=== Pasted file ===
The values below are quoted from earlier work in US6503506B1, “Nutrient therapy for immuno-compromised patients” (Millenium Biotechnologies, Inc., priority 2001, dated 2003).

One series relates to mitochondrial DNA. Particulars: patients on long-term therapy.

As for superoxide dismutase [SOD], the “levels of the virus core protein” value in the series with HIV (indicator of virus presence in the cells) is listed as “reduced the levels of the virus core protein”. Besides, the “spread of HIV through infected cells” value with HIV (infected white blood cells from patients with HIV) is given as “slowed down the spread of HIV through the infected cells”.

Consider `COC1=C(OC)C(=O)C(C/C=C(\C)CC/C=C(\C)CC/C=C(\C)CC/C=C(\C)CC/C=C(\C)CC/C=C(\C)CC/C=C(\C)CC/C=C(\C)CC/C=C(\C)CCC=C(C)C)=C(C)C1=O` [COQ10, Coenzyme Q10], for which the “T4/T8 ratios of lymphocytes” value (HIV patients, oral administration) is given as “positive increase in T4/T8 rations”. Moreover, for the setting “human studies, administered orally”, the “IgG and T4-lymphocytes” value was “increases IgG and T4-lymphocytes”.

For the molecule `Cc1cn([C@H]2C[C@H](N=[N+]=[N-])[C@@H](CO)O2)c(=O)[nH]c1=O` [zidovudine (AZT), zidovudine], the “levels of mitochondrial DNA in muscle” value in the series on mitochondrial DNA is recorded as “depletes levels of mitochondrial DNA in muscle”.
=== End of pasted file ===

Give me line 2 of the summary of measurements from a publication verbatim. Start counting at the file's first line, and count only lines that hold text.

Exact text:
One series relates to mitochondrial DNA. Particulars: patients on long-term therapy.